47. It is an uplifting tale of courage and determination that is hard to resist, even though you know the outcome before the movie begins. Its players created the most successful labor union in the country. Bobby Thomson’s 9th inning home run off Brooklyn Dodgers pitcher Ralph Branca in a playoff game at the Polo Grounds on October 3, 1951 that clinched the National League pennant for the New York Giants is probably the single most celebrated event in baseball history. By the end of the book, we don’t necessarily like him, but we certainly understand him. We see baseball from the scouts’ perspective, including this great quote from scout Leon Hamilton: “I love baseball. But his playing days and his years in retirement were filled with as much tragedy as triumph, a victim of injuries, drinking, and a careless attitude about his physical condition. I still detest him, but I admire his love for and knowledge of baseball. Reflecting the rebellious spirit of the 1960s, Bouton pulled the curtain back – revealing players who pop pills and engage in “beaver shooting,” among other activities — leading some sportswriters and the baseball establishment to call him a traitor. Lowenfish writes clearly and colorfully. In Honig’s book, we learn about the sport’s iconic figures (such as Babe Ruth, Lefty Grove, Ted Williams, Bob Feller, Dizzy Dean, Jackie Robinson, Lou Gehrig, and many others) through stories told by their teammates and opposing players, including Wes Ferrell, Charlie Gehringer, Elbie Fletcher, Bucky Waters, Billy Herman, Cool Papa Bell, Spud Chandler, Pete Reiser, and others. Halberstam is one of the greatest journalists of the 20th century, alternating big books about politics with books about sports and athletes. He takes readers inside the game through the eyes of players Tony Gwynn, Cal Ripken, and Orel Hershiser, and manager Tony LaRussa. It is filled with colorful figures, including Beane, who transformed himself from a “can’t miss” baseball prospect who never fulfilled his on-the-field potential to a successful sports executive whose assessment of players’ talent and character was informed by his own experiences as a player. Until recently, baseball historians routinely ignored the reality that Latinos were a part of professional baseball (including the Negro Leagues) from its early days, beginning with Esteban Bellan, a Cuban who played in the National Association between 1871 and 1873. It tells the story of the men who played on the great Brooklyn Dodger teams of the 1950s – not only during those great seasons but also what happened to them when their glory days were behind them. The book includes brief profiles of about 60 of the greatest players in Negro League history. Robinson’s widow, Rachel, selected him to write the authorized biography and gave him unprecedented access to his private papers. They discuss their careers, their teammates, their managers, the owners, and the fans. In the 1940s, Roth was first full-time statistician ever hired by a major league club. I’ve also excluded fiction, although baseball has inspired some of our greatest novels, including Ring Lardner’s You Know Me Al (1916), Bernard Malamud’s The Natural (1952), Mark Harris’ Bang the Drum Slowly (1956), Robert Coover’s The Universal Baseball Association, Inc., J. Zoss and Bowman are skeptics, but not cynics. This book is unusual because it focuses on “cult” players whose greatness isn’t necessary defined by batting averages, won-loss records, or similar statistics. . We not only learn about Negro League legends like Satchel Paige and Josh Gibson, but also about the many lesser-known but stellar stars who would have been All Stars in the major leagues if the owners hadn’t kept them out.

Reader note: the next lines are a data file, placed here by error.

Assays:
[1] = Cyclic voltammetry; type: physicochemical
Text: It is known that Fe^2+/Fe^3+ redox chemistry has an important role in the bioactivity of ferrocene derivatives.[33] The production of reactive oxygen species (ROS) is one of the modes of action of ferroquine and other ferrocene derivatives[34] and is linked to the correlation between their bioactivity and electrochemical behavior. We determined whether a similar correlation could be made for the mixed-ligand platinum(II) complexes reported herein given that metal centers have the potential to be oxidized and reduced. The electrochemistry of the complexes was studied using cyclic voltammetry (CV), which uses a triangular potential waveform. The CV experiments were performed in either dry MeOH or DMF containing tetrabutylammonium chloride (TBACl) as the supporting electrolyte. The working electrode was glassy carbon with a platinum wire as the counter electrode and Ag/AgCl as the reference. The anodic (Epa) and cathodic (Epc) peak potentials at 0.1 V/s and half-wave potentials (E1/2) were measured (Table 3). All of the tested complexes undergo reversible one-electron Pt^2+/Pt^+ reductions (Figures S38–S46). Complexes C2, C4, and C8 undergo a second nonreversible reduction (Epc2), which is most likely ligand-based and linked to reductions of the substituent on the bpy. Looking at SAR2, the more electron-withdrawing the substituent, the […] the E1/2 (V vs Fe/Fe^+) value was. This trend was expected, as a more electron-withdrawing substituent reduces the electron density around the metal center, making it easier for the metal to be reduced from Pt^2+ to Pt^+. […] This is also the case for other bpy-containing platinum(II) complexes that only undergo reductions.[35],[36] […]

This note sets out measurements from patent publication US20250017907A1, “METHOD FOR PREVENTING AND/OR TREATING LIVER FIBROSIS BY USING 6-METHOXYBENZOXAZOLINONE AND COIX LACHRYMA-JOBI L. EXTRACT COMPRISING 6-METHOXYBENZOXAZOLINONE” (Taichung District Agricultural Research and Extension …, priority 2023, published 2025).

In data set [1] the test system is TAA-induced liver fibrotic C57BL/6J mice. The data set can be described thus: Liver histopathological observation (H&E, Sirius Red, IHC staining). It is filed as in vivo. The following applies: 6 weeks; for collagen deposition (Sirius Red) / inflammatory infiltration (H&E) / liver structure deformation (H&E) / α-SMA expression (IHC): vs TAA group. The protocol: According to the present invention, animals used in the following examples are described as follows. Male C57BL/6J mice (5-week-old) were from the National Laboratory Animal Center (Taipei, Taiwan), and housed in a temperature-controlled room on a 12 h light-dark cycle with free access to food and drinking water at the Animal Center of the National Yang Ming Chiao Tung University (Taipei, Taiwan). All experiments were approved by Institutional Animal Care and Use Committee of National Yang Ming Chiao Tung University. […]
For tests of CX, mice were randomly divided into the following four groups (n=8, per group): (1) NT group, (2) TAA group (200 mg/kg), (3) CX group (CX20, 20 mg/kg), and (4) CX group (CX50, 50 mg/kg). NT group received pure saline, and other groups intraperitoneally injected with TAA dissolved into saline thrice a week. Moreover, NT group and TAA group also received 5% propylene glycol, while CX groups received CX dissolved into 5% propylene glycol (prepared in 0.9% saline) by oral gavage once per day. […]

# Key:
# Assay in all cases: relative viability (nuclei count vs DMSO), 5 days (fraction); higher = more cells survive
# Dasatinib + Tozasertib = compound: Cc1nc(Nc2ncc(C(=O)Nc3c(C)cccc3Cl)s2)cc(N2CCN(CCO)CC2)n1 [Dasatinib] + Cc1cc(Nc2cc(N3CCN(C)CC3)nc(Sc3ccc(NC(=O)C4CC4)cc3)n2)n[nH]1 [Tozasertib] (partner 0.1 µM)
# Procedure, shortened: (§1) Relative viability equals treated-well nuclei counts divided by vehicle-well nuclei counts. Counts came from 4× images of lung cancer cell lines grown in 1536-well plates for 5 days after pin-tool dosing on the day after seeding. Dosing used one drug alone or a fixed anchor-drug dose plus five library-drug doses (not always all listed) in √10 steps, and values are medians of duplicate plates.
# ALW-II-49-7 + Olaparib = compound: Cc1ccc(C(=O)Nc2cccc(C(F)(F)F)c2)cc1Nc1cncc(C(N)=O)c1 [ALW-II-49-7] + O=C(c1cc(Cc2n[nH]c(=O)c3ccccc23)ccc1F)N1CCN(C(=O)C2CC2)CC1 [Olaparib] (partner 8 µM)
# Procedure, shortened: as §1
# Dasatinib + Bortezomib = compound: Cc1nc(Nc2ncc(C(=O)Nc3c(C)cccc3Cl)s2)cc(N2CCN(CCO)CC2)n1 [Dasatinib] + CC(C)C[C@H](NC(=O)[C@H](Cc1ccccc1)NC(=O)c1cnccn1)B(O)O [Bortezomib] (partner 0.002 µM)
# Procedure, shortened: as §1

26. Chris Lamb, Conspiracy of Silence: Sportswriters and the Long Campaign to Desegregate Baseball (2012) – Everyone knows that Jackie Robinson broke baseball’s color line in 1947. This is book meant for baseball junkies who like to argue about the greatest (or worst) players, teams, games, seasons, and incidents in the game’s history. The best biography of the Jewish slugger is Hank Greenberg with Ira Berkow, Hank Greenberg: The Story of My Life (1989). I hate George Will. Starting in Stockton, California, he watched and talked to the owners, managers, coaches, players, and fans in Arizona, Oklahoma, Texas, Florida, Appalachia, New England, and the Midwest. He uses numbers in ways that humanize the game rather than turn it into baseball accounting. On Dec. Holtzman, a longtime sportswriter for several Chicago newspapers, gathers together the reminiscences and reflections from 24 sportswriters — including Red Smith, Jimmy Cannon, Shirley Povich, Ford Frick — during “the Golden Age of Sports” between the two World Wars when newspapers, not TV, re-created the drama of the boxing ring, the racetrack, and, above all, the baseball field. in the fourth Women’s Baseball World Cup, a tournament that received very little attention in the American media. Thanks to Ritter’s careful editing of his interviews, the book as a “you are there” feeling, as the players and their era comes alive with great stories.